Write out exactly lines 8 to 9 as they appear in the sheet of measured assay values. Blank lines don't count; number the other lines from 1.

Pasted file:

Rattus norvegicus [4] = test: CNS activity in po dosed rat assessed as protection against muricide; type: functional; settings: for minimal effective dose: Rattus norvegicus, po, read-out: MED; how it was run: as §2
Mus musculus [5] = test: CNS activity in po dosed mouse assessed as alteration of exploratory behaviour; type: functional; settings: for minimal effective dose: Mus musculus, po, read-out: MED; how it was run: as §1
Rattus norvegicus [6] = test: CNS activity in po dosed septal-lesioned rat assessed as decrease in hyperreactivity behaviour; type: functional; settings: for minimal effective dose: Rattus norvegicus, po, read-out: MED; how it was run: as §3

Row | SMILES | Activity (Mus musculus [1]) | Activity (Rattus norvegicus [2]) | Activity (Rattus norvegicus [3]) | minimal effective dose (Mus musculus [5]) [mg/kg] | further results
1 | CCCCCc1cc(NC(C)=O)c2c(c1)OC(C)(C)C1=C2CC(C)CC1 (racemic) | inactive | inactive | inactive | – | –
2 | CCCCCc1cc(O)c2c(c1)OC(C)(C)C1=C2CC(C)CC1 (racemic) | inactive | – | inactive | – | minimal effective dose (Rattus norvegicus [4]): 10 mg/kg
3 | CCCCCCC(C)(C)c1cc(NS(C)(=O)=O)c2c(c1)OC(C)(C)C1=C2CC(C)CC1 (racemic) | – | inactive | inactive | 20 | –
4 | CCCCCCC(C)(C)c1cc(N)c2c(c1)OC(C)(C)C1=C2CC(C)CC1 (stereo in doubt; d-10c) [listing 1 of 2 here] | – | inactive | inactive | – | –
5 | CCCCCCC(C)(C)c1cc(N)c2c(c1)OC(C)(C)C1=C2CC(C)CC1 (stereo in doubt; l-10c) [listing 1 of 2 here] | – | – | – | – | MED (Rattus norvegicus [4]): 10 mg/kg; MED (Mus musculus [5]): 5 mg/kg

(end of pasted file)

4 | CCCCCCC(C)(C)c1cc(N)c2c(c1)OC(C)(C)C1=C2CC(C)CC1 (stereo in doubt; d-10c) [listing 1 of 2 here] | – | inactive | inactive | – | –
5 | CCCCCCC(C)(C)c1cc(N)c2c(c1)OC(C)(C)C1=C2CC(C)CC1 (stereo in doubt; l-10c) [listing 1 of 2 here] | – | – | – | – | MED (Rattus norvegicus [4]): 10 mg/kg; MED (Mus musculus [5]): 5 mg/kg